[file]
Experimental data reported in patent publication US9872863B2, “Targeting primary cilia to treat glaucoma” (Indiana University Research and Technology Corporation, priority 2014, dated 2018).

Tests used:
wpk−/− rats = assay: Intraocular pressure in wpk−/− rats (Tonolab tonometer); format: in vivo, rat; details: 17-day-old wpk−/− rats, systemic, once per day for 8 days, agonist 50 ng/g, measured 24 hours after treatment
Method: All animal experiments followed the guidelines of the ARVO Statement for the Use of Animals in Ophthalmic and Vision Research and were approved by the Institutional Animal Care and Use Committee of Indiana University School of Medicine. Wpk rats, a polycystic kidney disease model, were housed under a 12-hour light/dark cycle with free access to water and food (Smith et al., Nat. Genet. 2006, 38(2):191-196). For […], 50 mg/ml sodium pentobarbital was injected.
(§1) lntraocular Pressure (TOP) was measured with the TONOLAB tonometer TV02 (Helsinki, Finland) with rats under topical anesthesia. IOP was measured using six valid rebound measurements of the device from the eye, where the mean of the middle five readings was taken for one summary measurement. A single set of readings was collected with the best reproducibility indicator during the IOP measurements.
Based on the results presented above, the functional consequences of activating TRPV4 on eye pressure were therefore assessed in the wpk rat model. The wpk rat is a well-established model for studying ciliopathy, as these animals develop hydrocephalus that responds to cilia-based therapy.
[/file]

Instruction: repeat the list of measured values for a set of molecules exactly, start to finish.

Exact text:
Experimental data reported in patent publication US9872863B2, “Targeting primary cilia to treat glaucoma” (Indiana University Research and Technology Corporation, priority 2014, dated 2018).

Tests used:
wpk−/− rats = assay: Intraocular pressure in wpk−/− rats (Tonolab tonometer); format: in vivo, rat; details: 17-day-old wpk−/− rats, systemic, once per day for 8 days, agonist 50 ng/g, measured 24 hours after treatment
Method: All animal experiments followed the guidelines of the ARVO Statement for the Use of Animals in Ophthalmic and Vision Research and were approved by the Institutional Animal Care and Use Committee of Indiana University School of Medicine. Wpk rats, a polycystic kidney disease model, were housed under a 12-hour light/dark cycle with free access to water and food (Smith et al., Nat. Genet. 2006, 38(2):191-196). For […], 50 mg/ml sodium pentobarbital was injected.
(§1) lntraocular Pressure (TOP) was measured with the TONOLAB tonometer TV02 (Helsinki, Finland) with rats under topical anesthesia. IOP was measured using six valid rebound measurements of the device from the eye, where the mean of the middle five readings was taken for one summary measurement. A single set of readings was collected with the best reproducibility indicator during the IOP measurements.
Based on the results presented above, the functional consequences of activating TRPV4 on eye pressure were therefore assessed in the wpk rat model. The wpk rat is a well-established model for studying ciliopathy, as these animals develop hydrocephalus that responds to cilia-based therapy.